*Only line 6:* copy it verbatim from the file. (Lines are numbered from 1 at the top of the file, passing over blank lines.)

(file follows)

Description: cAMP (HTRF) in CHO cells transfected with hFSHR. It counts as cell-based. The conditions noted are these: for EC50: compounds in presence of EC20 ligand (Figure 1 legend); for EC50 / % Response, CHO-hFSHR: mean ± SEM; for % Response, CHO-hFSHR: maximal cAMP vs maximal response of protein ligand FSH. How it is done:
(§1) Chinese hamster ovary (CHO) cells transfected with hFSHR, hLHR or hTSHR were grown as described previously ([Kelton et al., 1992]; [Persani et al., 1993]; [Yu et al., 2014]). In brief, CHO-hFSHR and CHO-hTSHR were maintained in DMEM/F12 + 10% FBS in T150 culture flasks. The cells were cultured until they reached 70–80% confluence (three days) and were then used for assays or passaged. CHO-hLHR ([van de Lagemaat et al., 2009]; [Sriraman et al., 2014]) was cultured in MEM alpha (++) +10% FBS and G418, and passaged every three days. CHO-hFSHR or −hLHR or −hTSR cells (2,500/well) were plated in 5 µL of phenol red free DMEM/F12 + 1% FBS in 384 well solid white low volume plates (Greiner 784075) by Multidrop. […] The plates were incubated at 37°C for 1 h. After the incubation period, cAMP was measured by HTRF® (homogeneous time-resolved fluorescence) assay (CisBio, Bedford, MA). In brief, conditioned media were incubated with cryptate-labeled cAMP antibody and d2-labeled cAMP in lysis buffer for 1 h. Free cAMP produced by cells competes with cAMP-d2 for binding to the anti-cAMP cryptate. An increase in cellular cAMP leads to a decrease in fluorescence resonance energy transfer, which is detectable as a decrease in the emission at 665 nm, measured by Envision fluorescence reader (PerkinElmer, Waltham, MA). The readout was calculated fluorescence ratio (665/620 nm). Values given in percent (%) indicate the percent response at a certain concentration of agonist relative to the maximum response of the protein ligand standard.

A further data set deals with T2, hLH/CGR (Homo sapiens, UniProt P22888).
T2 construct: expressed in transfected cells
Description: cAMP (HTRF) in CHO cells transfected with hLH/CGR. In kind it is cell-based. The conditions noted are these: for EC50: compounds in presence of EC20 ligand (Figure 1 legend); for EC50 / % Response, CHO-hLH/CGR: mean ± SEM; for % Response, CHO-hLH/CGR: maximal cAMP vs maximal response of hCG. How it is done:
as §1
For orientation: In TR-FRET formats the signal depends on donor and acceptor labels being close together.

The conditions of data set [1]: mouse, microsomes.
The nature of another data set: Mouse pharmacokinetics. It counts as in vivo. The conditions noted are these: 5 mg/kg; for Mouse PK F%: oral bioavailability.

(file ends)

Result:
as §1